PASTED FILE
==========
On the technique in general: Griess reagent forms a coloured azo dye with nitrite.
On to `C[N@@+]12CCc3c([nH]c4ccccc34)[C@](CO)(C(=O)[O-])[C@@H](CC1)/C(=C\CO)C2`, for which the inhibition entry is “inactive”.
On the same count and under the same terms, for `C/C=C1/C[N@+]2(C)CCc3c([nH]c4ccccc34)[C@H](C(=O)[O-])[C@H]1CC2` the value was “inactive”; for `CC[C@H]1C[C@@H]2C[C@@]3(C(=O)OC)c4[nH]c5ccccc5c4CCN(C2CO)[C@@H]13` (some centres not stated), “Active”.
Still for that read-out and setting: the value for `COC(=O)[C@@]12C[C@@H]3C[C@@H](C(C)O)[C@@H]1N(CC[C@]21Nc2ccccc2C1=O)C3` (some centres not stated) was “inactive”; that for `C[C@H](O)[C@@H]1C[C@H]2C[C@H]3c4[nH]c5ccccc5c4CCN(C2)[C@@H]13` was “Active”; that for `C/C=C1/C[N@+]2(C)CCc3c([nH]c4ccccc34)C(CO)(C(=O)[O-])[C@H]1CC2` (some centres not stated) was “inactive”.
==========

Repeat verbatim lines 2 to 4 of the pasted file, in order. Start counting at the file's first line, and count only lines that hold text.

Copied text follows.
On to `C[N@@+]12CCc3c([nH]c4ccccc34)[C@](CO)(C(=O)[O-])[C@@H](CC1)/C(=C\CO)C2`, for which the inhibition entry is “inactive”.
On the same count and under the same terms, for `C/C=C1/C[N@+]2(C)CCc3c([nH]c4ccccc34)[C@H](C(=O)[O-])[C@H]1CC2` the value was “inactive”; for `CC[C@H]1C[C@@H]2C[C@@]3(C(=O)OC)c4[nH]c5ccccc5c4CCN(C2CO)[C@@H]13` (some centres not stated), “Active”.
Still for that read-out and setting: the value for `COC(=O)[C@@]12C[C@@H]3C[C@@H](C(C)O)[C@@H]1N(CC[C@]21Nc2ccccc2C1=O)C3` (some centres not stated) was “inactive”; that for `C[C@H](O)[C@@H]1C[C@H]2C[C@H]3c4[nH]c5ccccc5c4CCN(C2)[C@@H]13` was “Active”; that for `C/C=C1/C[N@+]2(C)CCc3c([nH]c4ccccc34)C(CO)(C(=O)[O-])[C@H]1CC2` (some centres not stated) was “inactive”.